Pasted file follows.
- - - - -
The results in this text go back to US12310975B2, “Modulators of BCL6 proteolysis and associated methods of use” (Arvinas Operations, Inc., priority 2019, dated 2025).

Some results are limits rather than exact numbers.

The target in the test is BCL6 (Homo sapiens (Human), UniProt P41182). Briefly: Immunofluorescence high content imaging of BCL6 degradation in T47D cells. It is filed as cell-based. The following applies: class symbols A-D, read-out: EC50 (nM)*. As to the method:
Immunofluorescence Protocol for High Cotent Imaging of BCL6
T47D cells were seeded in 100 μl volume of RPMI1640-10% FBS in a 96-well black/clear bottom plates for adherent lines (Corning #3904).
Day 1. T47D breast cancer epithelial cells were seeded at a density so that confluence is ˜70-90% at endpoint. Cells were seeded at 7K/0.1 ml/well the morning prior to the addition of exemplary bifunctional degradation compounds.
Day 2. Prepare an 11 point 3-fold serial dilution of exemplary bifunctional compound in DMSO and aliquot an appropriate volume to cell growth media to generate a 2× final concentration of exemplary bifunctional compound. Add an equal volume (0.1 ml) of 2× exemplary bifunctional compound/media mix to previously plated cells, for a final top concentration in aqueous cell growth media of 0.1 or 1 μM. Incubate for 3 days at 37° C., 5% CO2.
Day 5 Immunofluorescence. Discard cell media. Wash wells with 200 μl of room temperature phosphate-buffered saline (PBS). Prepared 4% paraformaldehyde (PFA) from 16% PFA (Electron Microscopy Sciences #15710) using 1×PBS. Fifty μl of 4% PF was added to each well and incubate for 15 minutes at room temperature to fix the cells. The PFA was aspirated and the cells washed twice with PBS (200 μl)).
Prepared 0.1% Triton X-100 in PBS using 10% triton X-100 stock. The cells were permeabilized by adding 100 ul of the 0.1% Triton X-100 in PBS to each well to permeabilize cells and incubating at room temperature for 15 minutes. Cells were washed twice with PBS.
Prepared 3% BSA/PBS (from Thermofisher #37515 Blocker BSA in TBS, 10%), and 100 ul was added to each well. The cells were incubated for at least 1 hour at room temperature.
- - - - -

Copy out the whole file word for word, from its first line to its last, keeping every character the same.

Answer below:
The results in this text go back to US12310975B2, “Modulators of BCL6 proteolysis and associated methods of use” (Arvinas Operations, Inc., priority 2019, dated 2025).

Some results are limits rather than exact numbers.

The target in the test is BCL6 (Homo sapiens (Human), UniProt P41182). Briefly: Immunofluorescence high content imaging of BCL6 degradation in T47D cells. It is filed as cell-based. The following applies: class symbols A-D, read-out: EC50 (nM)*. As to the method:
Immunofluorescence Protocol for High Cotent Imaging of BCL6
T47D cells were seeded in 100 μl volume of RPMI1640-10% FBS in a 96-well black/clear bottom plates for adherent lines (Corning #3904).
Day 1. T47D breast cancer epithelial cells were seeded at a density so that confluence is ˜70-90% at endpoint. Cells were seeded at 7K/0.1 ml/well the morning prior to the addition of exemplary bifunctional degradation compounds.
Day 2. Prepare an 11 point 3-fold serial dilution of exemplary bifunctional compound in DMSO and aliquot an appropriate volume to cell growth media to generate a 2× final concentration of exemplary bifunctional compound. Add an equal volume (0.1 ml) of 2× exemplary bifunctional compound/media mix to previously plated cells, for a final top concentration in aqueous cell growth media of 0.1 or 1 μM. Incubate for 3 days at 37° C., 5% CO2.
Day 5 Immunofluorescence. Discard cell media. Wash wells with 200 μl of room temperature phosphate-buffered saline (PBS). Prepared 4% paraformaldehyde (PFA) from 16% PFA (Electron Microscopy Sciences #15710) using 1×PBS. Fifty μl of 4% PF was added to each well and incubate for 15 minutes at room temperature to fix the cells. The PFA was aspirated and the cells washed twice with PBS (200 μl)).
Prepared 0.1% Triton X-100 in PBS using 10% triton X-100 stock. The cells were permeabilized by adding 100 ul of the 0.1% Triton X-100 in PBS to each well to permeabilize cells and incubating at room temperature for 15 minutes. Cells were washed twice with PBS.
Prepared 3% BSA/PBS (from Thermofisher #37515 Blocker BSA in TBS, 10%), and 100 ul was added to each well. The cells were incubated for at least 1 hour at room temperature.